A classic 'east meets west' dish with a very asian style abalone paired with a much more traditional cut of chicken. The chicken was brilliantly soft, fluffy and juicy, but the abalone was inherently salty. Texturally the abalone was a treat, kind of sitting somewhere between good octopus meat and shitake mushroom, but it didn't present a lot of seafood flavour, as its rich, Asian style dressing stole the show somewhat. In fact, the whole dish seemed a little rich for the Voyager 2006 Chardonnay, which also showed a touch of candied fruit. The 2007 would've been preferable (for wine lovers) or even a pinot noir for the food.

5. Mamak Style Lobster, coconut fish, basil spatzle, flathead mousse
- 2005 Greenock Creek 'Cornerstone' Grenache

For me this was my least favourite dish. It was a good dish, and I note the development in intensity from the previous offerings, but it didn't quite work for me. You're basically looking at a Malaysian curry style lobster tail sitting on top of basil infused Greek pasta. Admittedly it's a very ambitious, unique creation, typifying Cheong's east meets west mantra, but it just didn't fall into place for me. Neither did the Greenock Creek, which despite weighing in at 16% alcohol wasn't too alcoholic, but I did find it very ripe, sweetly fruited yet developing and currant like. The natural acidity of the Barossa grenache worked well with the curry's heat though, drawing out further yet pleasant intensity, in what was a bit of a surprise for me.

6. Roasted suckling pig, salted cod with almond, sage and pineapple
- 2002 R.B.J. Theologicum

A fine dish after the previous one did kind of let most people on the table down. The pig meat was awesome; soft, supple and framed with delectable crackling - crispy and salty - a fine play on texture. The salted cod filling too was good, but there didn't seem to be much there. I wasn't too sure about another Barossan southern Rhone, this one seemed rather developed and perhaps a tad tiring, with rather dry barnyard and savoury currant fruit/earth characters marked by still fairly strong acids. For interest the RBJ Theologicum was a bit of cult local Barossa wine (now discontinued) which was established by Chris Ringland, Rolf Binder and Russell Johnstone.

7. Cheese - Delice de Cre'mier, Tomme de Chevre, Come de Reserve, Epoisses
- 2004 Longview Vineyard Block 11 Cabernet Sauvignon

I'm not much of a cheese expert, but I know this collection of cheese was quite exceptional. The Come de Reserve especially, which was a very nutty flavoured hard cheese, was delicious. It also possessed an astringency which made it literally scream out for red wine, which is where the 2004 Longview Block 11 came into play magnificently. I'm not normally a big fan of Adelaide Hills Cabernet Sauvignon and the Block 11 is certainly at the upper end of the pricing scale for the style (around $70 I think). It seemed to me to either be developing fast or hitting an awkward stage - it was very savoury, a bit blocky, dusty, leafy and leathery, but it didn't quite come together well. All the same it was a superb hard cheese wine.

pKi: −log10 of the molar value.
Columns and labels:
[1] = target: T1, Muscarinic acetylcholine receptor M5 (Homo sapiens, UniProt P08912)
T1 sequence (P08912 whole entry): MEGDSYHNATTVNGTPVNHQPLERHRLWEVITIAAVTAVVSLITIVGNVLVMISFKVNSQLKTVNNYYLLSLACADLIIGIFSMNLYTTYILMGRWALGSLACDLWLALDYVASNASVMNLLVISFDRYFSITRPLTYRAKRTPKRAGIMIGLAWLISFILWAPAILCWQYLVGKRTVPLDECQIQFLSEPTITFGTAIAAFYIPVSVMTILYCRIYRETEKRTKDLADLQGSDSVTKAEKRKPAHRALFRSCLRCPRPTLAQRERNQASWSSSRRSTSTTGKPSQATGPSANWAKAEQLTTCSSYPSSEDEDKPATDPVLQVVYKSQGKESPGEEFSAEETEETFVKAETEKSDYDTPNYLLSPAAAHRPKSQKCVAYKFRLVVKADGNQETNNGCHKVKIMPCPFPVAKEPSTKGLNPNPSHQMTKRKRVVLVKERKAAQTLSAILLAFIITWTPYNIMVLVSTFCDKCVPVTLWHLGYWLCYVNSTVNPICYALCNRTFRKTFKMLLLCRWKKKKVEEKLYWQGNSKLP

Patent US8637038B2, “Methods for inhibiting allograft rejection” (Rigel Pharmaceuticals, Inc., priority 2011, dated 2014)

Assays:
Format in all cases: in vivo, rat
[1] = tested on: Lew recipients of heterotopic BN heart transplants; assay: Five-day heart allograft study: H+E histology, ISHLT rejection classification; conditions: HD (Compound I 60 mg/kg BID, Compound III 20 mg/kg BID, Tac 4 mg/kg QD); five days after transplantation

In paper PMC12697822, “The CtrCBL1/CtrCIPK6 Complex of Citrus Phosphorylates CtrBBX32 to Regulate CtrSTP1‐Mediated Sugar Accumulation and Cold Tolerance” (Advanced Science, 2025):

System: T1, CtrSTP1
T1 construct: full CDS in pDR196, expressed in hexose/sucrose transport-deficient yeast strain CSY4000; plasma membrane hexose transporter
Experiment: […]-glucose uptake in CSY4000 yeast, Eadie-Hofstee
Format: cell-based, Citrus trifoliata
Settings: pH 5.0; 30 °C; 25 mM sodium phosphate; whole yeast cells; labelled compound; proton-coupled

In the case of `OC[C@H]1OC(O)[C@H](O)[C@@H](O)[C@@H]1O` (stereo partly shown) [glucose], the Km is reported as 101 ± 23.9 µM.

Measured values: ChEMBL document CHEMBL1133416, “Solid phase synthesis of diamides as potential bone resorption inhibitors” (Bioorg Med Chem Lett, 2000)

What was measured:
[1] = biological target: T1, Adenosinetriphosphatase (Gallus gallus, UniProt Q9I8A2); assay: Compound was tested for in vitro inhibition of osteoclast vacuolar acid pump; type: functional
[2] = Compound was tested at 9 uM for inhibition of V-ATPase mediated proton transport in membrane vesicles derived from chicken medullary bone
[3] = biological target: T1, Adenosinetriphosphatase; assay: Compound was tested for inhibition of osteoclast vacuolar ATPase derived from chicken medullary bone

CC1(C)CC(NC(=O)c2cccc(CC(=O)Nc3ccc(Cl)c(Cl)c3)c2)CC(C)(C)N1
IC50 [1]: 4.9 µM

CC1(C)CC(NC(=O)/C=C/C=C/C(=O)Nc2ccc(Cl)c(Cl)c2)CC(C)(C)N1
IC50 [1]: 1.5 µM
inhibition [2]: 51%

8. Imperial Rice and Sago Square, anglaise sauce with Cinnamon ice cream and fruit compote
- 2007 De Bortoli Noble One Semillon

The rice and sago square didn't quite work for me, but I'm not sure if it's really my kind of thing. The cinnamon ice cream however, was fantastic - light and gently spicy, but I don't know why it was green? This was also my first encounter with the 2007 Noble One. I liked it, but not as much as the '06. It just seemed to lack the length, penetrating flavour and refreshing acids of its predecessor. Having said that it was the ninth 100ml pour of a wine I'd had that night....

To finish off we enjoyed a pour of the Morris Old Premium Muscat, taking the total bill to a bit over $290 per person (with $29 worth of water!). The Old Premium Muscat is an incredibly thick, heavy, concentrated and intense muscat in the classical Old Premium style, with a strong accent of sultana/currant/raisin flavour. Personally I think it lacks a bit of the vitality and character of its tokay sibling, but I'm more of a tokay man myself. The tokay was unavailable unfortunately.


In summary, I can't fault the experience at The Grange. The setting, atmosphere and service were all very good, especially the service. Cheong even comes out towards the end of the night to talk to diners at their own table. Although ambitious and unique (by my standards) the food was of a high standard, but it just might've been a bit much for me, both stylistically and price wise. I walked away thinking maybe my palate isn't yet ready for such extravagant, expensive culinary delights, which made my wallet happy. Because indeed, my main grievance with The Grange is cost, or value for money. It didn't surprise me at all when the waiter told us they'd been very quiet for some time, until Cheong announced his resignation. Hey, this is Adelaide folks!

I give it 9/10